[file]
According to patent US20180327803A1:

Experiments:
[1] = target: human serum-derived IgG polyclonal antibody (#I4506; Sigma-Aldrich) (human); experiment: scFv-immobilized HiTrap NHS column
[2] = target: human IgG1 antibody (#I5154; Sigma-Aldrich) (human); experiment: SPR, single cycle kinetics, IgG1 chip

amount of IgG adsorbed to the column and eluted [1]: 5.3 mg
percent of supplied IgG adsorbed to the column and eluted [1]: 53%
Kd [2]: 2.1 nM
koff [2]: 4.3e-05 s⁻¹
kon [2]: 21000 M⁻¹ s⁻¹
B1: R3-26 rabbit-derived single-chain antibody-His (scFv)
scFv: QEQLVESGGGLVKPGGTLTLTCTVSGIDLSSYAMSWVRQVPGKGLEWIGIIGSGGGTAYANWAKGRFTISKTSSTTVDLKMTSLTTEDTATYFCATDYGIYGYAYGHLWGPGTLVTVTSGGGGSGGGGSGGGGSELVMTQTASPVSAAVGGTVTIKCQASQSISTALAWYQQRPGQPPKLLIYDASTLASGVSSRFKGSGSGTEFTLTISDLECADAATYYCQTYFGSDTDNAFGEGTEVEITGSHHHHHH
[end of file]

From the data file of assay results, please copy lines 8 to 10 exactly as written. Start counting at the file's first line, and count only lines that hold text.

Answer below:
koff [2]: 4.3e-05 s⁻¹
kon [2]: 21000 M⁻¹ s⁻¹
B1: R3-26 rabbit-derived single-chain antibody-His (scFv)